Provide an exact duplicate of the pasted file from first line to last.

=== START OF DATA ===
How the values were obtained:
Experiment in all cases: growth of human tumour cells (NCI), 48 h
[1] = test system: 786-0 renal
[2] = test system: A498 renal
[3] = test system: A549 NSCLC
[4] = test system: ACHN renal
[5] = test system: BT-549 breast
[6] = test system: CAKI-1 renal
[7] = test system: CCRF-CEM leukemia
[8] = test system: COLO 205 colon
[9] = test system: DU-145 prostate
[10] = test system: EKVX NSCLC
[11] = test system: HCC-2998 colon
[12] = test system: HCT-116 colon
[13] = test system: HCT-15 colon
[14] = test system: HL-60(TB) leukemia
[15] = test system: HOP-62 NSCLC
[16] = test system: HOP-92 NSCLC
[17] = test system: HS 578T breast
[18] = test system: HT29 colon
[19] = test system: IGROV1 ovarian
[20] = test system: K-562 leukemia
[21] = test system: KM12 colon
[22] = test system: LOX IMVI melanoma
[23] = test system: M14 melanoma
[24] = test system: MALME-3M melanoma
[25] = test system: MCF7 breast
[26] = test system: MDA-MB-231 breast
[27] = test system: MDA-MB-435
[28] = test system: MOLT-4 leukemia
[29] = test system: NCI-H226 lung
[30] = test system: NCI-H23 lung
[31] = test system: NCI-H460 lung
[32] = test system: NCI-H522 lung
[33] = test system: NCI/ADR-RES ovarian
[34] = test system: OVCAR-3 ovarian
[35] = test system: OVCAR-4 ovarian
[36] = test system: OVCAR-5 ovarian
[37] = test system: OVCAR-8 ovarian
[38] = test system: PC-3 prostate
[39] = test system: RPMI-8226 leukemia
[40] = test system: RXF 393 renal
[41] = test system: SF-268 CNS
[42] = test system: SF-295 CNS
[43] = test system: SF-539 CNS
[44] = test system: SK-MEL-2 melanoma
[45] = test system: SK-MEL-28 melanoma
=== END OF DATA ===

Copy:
How the values were obtained:
Experiment in all cases: growth of human tumour cells (NCI), 48 h
[1] = test system: 786-0 renal
[2] = test system: A498 renal
[3] = test system: A549 NSCLC
[4] = test system: ACHN renal
[5] = test system: BT-549 breast
[6] = test system: CAKI-1 renal
[7] = test system: CCRF-CEM leukemia
[8] = test system: COLO 205 colon
[9] = test system: DU-145 prostate
[10] = test system: EKVX NSCLC
[11] = test system: HCC-2998 colon
[12] = test system: HCT-116 colon
[13] = test system: HCT-15 colon
[14] = test system: HL-60(TB) leukemia
[15] = test system: HOP-62 NSCLC
[16] = test system: HOP-92 NSCLC
[17] = test system: HS 578T breast
[18] = test system: HT29 colon
[19] = test system: IGROV1 ovarian
[20] = test system: K-562 leukemia
[21] = test system: KM12 colon
[22] = test system: LOX IMVI melanoma
[23] = test system: M14 melanoma
[24] = test system: MALME-3M melanoma
[25] = test system: MCF7 breast
[26] = test system: MDA-MB-231 breast
[27] = test system: MDA-MB-435
[28] = test system: MOLT-4 leukemia
[29] = test system: NCI-H226 lung
[30] = test system: NCI-H23 lung
[31] = test system: NCI-H460 lung
[32] = test system: NCI-H522 lung
[33] = test system: NCI/ADR-RES ovarian
[34] = test system: OVCAR-3 ovarian
[35] = test system: OVCAR-4 ovarian
[36] = test system: OVCAR-5 ovarian
[37] = test system: OVCAR-8 ovarian
[38] = test system: PC-3 prostate
[39] = test system: RPMI-8226 leukemia
[40] = test system: RXF 393 renal
[41] = test system: SF-268 CNS
[42] = test system: SF-295 CNS
[43] = test system: SF-539 CNS
[44] = test system: SK-MEL-2 melanoma
[45] = test system: SK-MEL-28 melanoma